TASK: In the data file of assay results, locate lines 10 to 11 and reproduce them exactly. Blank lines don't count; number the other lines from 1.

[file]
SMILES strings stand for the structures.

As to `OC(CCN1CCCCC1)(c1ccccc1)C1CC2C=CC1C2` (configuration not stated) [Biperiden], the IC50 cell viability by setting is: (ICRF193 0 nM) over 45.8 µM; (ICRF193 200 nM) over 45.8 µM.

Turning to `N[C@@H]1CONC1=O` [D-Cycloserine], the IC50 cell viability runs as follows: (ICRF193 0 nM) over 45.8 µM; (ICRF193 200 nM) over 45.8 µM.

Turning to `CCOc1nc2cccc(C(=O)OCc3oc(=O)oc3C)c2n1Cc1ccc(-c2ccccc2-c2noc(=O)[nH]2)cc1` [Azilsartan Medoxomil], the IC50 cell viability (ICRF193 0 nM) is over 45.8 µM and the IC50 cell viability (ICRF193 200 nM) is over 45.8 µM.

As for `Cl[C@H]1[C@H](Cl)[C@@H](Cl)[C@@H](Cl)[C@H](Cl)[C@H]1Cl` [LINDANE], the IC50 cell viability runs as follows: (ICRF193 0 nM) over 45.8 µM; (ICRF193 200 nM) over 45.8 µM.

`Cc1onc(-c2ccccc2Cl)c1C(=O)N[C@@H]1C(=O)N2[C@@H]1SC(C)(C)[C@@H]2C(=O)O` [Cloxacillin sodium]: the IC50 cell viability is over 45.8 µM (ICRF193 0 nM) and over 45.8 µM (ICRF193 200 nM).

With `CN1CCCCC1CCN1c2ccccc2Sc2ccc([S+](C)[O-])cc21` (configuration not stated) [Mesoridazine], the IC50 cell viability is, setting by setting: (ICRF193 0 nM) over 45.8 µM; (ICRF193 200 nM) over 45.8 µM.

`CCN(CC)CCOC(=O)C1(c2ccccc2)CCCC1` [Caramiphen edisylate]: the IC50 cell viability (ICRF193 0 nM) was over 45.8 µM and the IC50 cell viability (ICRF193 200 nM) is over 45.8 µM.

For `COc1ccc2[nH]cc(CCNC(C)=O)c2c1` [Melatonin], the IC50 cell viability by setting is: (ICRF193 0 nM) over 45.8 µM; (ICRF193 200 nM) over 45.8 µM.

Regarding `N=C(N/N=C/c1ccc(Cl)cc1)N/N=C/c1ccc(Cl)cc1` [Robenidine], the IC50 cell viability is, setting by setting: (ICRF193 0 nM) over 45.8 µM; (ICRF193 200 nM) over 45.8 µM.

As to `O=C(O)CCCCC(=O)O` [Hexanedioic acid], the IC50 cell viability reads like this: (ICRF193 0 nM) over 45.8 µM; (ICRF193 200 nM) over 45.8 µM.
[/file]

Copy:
Regarding `N=C(N/N=C/c1ccc(Cl)cc1)N/N=C/c1ccc(Cl)cc1` [Robenidine], the IC50 cell viability is, setting by setting: (ICRF193 0 nM) over 45.8 µM; (ICRF193 200 nM) over 45.8 µM.

As to `O=C(O)CCCCC(=O)O` [Hexanedioic acid], the IC50 cell viability reads like this: (ICRF193 0 nM) over 45.8 µM; (ICRF193 200 nM) over 45.8 µM.